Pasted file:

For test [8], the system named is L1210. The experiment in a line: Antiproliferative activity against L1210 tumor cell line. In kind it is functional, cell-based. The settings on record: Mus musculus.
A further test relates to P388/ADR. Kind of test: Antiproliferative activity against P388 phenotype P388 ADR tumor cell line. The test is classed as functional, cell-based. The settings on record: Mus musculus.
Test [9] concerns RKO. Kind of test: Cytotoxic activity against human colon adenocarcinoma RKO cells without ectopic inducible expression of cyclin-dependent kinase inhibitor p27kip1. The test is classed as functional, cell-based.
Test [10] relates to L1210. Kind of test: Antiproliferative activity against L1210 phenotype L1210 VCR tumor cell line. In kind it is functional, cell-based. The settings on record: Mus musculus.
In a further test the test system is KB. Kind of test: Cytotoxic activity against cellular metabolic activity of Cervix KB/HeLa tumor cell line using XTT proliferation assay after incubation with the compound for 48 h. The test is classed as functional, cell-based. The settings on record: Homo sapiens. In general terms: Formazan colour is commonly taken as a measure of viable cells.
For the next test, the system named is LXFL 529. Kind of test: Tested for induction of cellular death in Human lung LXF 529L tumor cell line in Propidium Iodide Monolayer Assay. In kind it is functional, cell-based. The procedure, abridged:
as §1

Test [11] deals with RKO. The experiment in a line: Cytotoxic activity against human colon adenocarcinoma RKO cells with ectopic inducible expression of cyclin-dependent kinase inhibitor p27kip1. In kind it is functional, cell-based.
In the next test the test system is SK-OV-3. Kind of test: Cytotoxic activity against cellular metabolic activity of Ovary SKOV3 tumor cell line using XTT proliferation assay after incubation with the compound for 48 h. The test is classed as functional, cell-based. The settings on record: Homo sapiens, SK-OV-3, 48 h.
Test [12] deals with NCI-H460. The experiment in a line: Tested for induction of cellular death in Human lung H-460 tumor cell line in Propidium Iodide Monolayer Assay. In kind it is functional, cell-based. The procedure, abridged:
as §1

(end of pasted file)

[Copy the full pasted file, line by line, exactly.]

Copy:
For test [8], the system named is L1210. The experiment in a line: Antiproliferative activity against L1210 tumor cell line. In kind it is functional, cell-based. The settings on record: Mus musculus.
A further test relates to P388/ADR. Kind of test: Antiproliferative activity against P388 phenotype P388 ADR tumor cell line. The test is classed as functional, cell-based. The settings on record: Mus musculus.
Test [9] concerns RKO. Kind of test: Cytotoxic activity against human colon adenocarcinoma RKO cells without ectopic inducible expression of cyclin-dependent kinase inhibitor p27kip1. The test is classed as functional, cell-based.
Test [10] relates to L1210. Kind of test: Antiproliferative activity against L1210 phenotype L1210 VCR tumor cell line. In kind it is functional, cell-based. The settings on record: Mus musculus.
In a further test the test system is KB. Kind of test: Cytotoxic activity against cellular metabolic activity of Cervix KB/HeLa tumor cell line using XTT proliferation assay after incubation with the compound for 48 h. The test is classed as functional, cell-based. The settings on record: Homo sapiens. In general terms: Formazan colour is commonly taken as a measure of viable cells.
For the next test, the system named is LXFL 529. Kind of test: Tested for induction of cellular death in Human lung LXF 529L tumor cell line in Propidium Iodide Monolayer Assay. In kind it is functional, cell-based. The procedure, abridged:
as §1

Test [11] deals with RKO. The experiment in a line: Cytotoxic activity against human colon adenocarcinoma RKO cells with ectopic inducible expression of cyclin-dependent kinase inhibitor p27kip1. In kind it is functional, cell-based.
In the next test the test system is SK-OV-3. Kind of test: Cytotoxic activity against cellular metabolic activity of Ovary SKOV3 tumor cell line using XTT proliferation assay after incubation with the compound for 48 h. The test is classed as functional, cell-based. The settings on record: Homo sapiens, SK-OV-3, 48 h.
Test [12] deals with NCI-H460. The experiment in a line: Tested for induction of cellular death in Human lung H-460 tumor cell line in Propidium Iodide Monolayer Assay. In kind it is functional, cell-based. The procedure, abridged:
as §1